Groundbreaking conclusion challenges "reasonable and necessary" NDIS funding criteria

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Posted 5 months ago by Nicole Pope

Dysphasia affects 60 percent of children with developmental delay and around 50 percent of stroke survivors [Source: Shutterstock]
Dysphasia affects 60 percent of children with developmental delay and around 50 percent of stroke survivors [Source: Shutterstock]

Australians living with swallowing difficulties, such as dysphagia, could soon have required nutritional support funded under the National Disability Insurance Scheme (NDIS) following a groundbreaking conclusion from the Administrative Appeals Tribunal (AAT).

The Tribunal made the judgement after a young man with cerebral palsy and severe dysphagia appealed the NDIS’ decision to not fund his fluid thickeners and nutritional support products as prescribed by an Accredited Practising Dietitian.

Under the NDIS Act, it states the Scheme will not fund support if it would be more appropriately funded by another Government service provider, regardless of if these supports were offered.

However, the ATT looked further into the language of the legislation and overruled it.

Coming to the conclusion that these supports are indeed “reasonable and necessary”, the Tribunal did not believe these supports could be considered a treatment for a health condition or preventative healthcare.

“This in itself is a huge win for the thousands of NDIS participants who rely on this vital support,” Sara Gingold of Disability Services Consulting Australia says.

Dysphagia affects 60 percent of children with developmental delay and around 50 percent of stroke survivors.

“Eating and drinking is something we do around 500-700 times a day without thinking about it,” Dr Julie Cichero says.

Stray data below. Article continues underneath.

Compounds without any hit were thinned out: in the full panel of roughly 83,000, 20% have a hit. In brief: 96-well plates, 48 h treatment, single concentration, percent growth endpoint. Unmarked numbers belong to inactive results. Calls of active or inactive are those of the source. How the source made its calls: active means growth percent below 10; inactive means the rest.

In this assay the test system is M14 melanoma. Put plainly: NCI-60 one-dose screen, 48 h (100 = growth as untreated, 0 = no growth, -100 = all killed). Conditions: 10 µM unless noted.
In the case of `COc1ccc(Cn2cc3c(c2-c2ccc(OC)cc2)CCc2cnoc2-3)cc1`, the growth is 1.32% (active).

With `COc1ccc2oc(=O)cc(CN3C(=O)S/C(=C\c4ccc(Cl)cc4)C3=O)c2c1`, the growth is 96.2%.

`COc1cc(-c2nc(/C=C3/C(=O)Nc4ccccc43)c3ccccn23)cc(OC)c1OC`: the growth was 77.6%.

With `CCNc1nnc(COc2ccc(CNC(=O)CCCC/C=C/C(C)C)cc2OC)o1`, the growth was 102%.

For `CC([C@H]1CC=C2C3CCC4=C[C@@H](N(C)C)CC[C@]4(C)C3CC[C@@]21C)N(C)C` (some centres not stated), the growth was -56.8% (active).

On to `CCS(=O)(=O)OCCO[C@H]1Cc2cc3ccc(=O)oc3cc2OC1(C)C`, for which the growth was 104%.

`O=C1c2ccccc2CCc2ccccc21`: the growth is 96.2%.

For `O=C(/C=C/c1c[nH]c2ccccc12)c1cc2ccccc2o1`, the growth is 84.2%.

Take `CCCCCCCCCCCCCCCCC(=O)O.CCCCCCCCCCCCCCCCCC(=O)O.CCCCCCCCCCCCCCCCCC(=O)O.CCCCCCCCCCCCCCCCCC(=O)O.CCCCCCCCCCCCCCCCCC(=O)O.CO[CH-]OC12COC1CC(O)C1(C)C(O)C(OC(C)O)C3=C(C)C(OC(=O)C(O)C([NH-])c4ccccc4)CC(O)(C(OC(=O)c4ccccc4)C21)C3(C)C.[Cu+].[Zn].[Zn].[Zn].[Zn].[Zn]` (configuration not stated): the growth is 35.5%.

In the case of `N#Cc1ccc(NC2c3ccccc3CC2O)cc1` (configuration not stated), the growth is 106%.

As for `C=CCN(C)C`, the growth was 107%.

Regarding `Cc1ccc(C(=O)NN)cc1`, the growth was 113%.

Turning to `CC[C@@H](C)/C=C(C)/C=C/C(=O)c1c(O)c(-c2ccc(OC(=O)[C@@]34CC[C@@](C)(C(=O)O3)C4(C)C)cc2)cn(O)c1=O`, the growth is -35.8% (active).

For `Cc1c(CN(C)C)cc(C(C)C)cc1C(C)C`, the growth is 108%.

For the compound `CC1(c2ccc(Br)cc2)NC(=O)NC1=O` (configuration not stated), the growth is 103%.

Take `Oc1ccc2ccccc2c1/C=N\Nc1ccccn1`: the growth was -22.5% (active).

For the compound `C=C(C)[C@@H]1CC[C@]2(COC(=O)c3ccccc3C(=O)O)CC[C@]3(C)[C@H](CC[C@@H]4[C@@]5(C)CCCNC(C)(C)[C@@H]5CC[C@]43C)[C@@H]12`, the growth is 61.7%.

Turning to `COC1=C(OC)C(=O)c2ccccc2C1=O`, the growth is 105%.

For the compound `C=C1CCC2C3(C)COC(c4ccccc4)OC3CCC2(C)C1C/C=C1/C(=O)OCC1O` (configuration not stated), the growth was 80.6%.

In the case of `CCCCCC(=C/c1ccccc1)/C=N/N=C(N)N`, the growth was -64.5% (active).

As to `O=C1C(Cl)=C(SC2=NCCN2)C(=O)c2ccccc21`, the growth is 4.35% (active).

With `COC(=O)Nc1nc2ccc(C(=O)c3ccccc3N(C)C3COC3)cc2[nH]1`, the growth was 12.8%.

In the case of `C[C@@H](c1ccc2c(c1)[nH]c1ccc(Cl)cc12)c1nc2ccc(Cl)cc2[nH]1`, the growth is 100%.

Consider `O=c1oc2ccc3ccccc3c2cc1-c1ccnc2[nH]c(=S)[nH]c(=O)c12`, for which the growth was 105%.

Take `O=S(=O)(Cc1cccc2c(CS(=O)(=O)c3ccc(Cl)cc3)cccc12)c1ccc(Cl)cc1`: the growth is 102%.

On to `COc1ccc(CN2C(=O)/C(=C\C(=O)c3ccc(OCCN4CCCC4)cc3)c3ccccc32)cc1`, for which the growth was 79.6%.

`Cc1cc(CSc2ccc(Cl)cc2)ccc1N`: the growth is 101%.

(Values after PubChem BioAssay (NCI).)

“We trust that food, drink, saliva and medicine will pass through our mouth, throat and oesophagus, and arrive safely in our stomach.”

“Yet, for around 8 percent of the population, this simple act is a problem because food and drink gets into their lungs and causes chest infections like pneumonia.

“Sometimes this problem is so severe that regular food and drink can become a life-threatening choking risk,” Dr Cichero says.

Acting Chief Executive Officer (CEO) of National Disability Services (NDS), David Moody says there will no longer be confusion of whether these essential needs are supported by the NDIS or health departments.

“We see this decision as giving clarity about this important issue to thousands of Australians with disability who experience swallowing difficulties, such as dysphagia.”

CEO of the Council for Intellectual Disability (CID), Justine O’Neill says the organisation has played a significant role in addressing the dangerous gap in NDIS funding for swallowing therapy.

“CID has been campaigning on this issue for some time and had a major success with temporary funding agreed to by the NDIS late last year.”

Senior Lecturer of Administrative Law at La Trobe Law School, Darren O’Donovan says the move will help so many people and calls for a greater focus on legislation and clear governance over unworkably vague policy documents.

“For too long NDIS participants have been cast adrift with poorly drafted, contradictory statements, which advocates and lawyers struggle to pass.

“This case underlines the need for Federal and State politicians to stop creating a “fog of law” around essential, life-changing supports,” he says.

The National Disability Insurance Agency has 28 days to appeal the decision before the Federal Court.

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